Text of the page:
After inoculation, T0 to T3 were kept in a greenhouse at 17 to 20 °C. Humidity inside the greenhouse was between 70 to 80% RH.

The incubation period (days to onset of symptoms) was evaluated and the symptoms were described. The first visible symptoms expected in the inoculated seedlings are yellowing of leaves, apical wilting, and chlorosis and reduced growth compared to the control.

The scale to determine the parasitic ability of Clavibacter michiganensis on naranjilla (Solanum quitoense) was adapted from Sen et al. (2013). According to this scale: level 0 represents no symptoms; 1 represents the first leaf showing wilting and incurvatures; 2 represents more than one leaf showing wilting/incurvature, and less than 50% of leaves showing wilting, 3 represents 50% to 75% of leaves showing wilting, 4 represents more than 75% of the leaves showing wilting/incurvature, and 5 represents complete wilting and/or death of the plant. Scale values per experimental unit were analyzed using one-way ANOVA. Analysis was carried out using INFOSTAT software (Universidad de Cordoba, Argentina).

Numeric codes for bacteria were assigned to each strain (culture collection of the National Department of Plant Protection- INIAP). Colonies were preserved in distilled water (Iacobellis and deVay, 1986) at room temperature.



Colonies from plant material with disease symptoms were obtained in NCP 88 medium. It predominantly showed entire margins, white to cream colored, slightly raised and mucoid. After 10 to 12 days of incubation, the colonies changed to pale yellow. White-cream colonies on NCP 88 is a distinctive characteristic of Clavibacter versus other pink or orange Gram + bacteria (De la Cruz et al., 1992).

ELISA test was positive with a value of the potential strain of 0.51 and 0.56 points of absorbance for Clavibacter michiganensis subsp. michiganensis positive control. Previous work carried out by Ochoa and Gallegos (2012) detected a positive serological reaction of bacterial isolates from naranjilla collected in the Amazonia of Ecuador.

The presence of necrosis or hypersensitivity reaction in the inoculation leaf panel indicates pathogenicity ability of the bacterium isolated from naranjilla plants (Figure 1 c).

In Solanum quitoense, incurvature of the leaves (Figure 1 e) is a diagnostic symptom that allows the differentiation of vascular wilt caused by Fusarium oxysporum versus bacterial canker caused by Clavibacter michiganensis subsp. michiganensis. Fusarium oxysporum does not produce incurvature of the leaves when it disrupts the vascular tissue of naranjilla (Ochoa and Ellis, 2002).

In Solanum cheesmanii at 18 days after inoculation, no disease symptoms were observed. Our results are different from those reported by Sen et al. (2013), who found early symptoms at 18 days after inoculation. The reasons for the late detection of symptoms in a highly susceptible plant such as S. cheesmanii is unknown and could be related to a difference in strain virulence. In this regard, Sen et al. (2015) mentioned that Clavibacter shows a great variability in virulence in tomato.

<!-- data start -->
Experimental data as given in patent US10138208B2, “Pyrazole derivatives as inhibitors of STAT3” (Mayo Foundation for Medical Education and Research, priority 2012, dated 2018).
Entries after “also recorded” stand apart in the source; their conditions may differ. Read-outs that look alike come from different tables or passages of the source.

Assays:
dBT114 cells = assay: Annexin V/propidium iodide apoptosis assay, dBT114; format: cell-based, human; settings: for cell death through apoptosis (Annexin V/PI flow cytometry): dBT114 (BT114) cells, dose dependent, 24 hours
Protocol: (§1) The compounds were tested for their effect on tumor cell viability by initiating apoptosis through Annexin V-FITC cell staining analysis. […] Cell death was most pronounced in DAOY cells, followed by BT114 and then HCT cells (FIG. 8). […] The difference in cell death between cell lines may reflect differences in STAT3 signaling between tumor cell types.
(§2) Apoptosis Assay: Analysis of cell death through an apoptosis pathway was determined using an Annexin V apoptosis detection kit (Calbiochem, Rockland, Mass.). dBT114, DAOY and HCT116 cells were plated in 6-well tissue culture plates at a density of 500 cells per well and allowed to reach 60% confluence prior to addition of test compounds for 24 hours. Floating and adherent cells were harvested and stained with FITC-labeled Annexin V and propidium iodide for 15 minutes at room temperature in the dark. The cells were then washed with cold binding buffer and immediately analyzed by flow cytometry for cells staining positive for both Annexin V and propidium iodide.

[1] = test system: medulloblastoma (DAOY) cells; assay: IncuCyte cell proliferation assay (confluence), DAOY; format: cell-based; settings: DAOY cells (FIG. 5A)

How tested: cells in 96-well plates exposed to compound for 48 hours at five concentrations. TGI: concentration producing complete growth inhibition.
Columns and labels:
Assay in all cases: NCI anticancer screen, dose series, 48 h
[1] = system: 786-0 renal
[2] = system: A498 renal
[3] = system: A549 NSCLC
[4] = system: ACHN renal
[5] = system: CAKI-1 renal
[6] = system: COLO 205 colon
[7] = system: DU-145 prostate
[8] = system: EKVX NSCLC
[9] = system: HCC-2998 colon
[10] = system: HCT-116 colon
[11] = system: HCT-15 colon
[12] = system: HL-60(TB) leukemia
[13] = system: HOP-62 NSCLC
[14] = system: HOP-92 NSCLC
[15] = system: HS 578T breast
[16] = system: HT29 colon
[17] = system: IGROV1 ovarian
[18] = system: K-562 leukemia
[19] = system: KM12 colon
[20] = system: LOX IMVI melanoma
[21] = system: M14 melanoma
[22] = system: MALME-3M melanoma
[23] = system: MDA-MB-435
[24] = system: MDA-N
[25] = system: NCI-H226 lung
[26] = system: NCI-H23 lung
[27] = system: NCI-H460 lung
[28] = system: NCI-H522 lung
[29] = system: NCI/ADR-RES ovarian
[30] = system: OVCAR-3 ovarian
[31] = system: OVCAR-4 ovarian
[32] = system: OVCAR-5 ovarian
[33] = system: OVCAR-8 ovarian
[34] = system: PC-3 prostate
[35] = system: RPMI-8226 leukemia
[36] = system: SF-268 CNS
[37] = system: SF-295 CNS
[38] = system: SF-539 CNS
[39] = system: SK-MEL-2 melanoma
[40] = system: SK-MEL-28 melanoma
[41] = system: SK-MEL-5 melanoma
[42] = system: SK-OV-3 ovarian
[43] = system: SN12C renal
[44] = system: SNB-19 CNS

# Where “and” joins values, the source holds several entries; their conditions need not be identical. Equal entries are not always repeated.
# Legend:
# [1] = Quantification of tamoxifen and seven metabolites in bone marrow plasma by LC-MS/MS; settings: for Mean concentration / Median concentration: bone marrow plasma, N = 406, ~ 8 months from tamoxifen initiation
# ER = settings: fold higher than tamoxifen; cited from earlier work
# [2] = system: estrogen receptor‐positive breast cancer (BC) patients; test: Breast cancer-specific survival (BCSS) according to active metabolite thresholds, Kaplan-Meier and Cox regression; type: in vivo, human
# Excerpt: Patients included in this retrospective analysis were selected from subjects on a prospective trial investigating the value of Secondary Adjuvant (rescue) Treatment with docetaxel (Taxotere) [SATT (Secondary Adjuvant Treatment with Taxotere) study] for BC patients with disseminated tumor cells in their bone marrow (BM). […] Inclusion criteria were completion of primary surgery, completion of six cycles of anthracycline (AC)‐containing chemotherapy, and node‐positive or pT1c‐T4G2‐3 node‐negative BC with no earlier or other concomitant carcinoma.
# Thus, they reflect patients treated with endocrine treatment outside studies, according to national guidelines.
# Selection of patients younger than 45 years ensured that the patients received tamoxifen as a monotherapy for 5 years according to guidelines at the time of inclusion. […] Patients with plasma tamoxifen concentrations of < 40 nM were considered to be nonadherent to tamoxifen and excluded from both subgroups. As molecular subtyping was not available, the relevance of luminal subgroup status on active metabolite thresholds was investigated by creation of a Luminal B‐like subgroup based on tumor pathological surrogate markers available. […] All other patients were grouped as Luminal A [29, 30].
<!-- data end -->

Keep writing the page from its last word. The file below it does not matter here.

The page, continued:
At 25 days after inoculation, wilting was observed in the immediate leaf of the first inoculation (leaf 2) on plants of T3 (removing two leaves and aerial inoculation with the syringe).

Infection proceeded and at 42 days after inoculation wilting was observed in six leaves of the plant of T3, but this was not complete and wilting was located on the side where the inoculations were performed. At 56 days after inoculation the plant Solanum cheesmanii presented total collapse of the vascular system with generalized wilting and stem canker (Figure 1 a-b).

In Solanum quitoense, initial symptoms were detected at 40 days after inoculation in the T3 treatment (Figure 1 d –e ). In naranjilla, incurvature of the leaves (Figure 1 e).

In T1 (root damage and subsequent inoculation), early symptoms were observed at 60 days after inoculation (Figure 1 f). T0 (control), as well as T2 (no-wound and inoculation), did not present symptomatology during this study (Table 2, Figure 1 f). Complete collapse of the naranjilla plant was reached after 110 days of inoculation in the treatment T3 (aerial inoculation) (Figure 1 f center). These results suggest that mechanical wound is of paramount importance for the dissemination and transmission of bacterial canker by Clavibacter michiganensis subsp. michiganensis in naranjilla. Tancos et al. (2013) demonstrated that Clavibacter michiganensis subsp. michiganensis infects tomato flowers and invade seedlings both systemically through the xylem or externally via fruit lesions, highlighting the importance of multiple entry routes of Clavibacter for bacterial wilt. In tomato, it is well known that seeds are the primary source for Clavibacter michiganensis infections (Tsiantos, 1987; Milijašević-Marčić et al., 2012; Tancos et al., 2013). However, in a crop best produced by grafting such as naranjilla, the importance of mechanical transmission can overcome the importance of seedlings for outbreaks.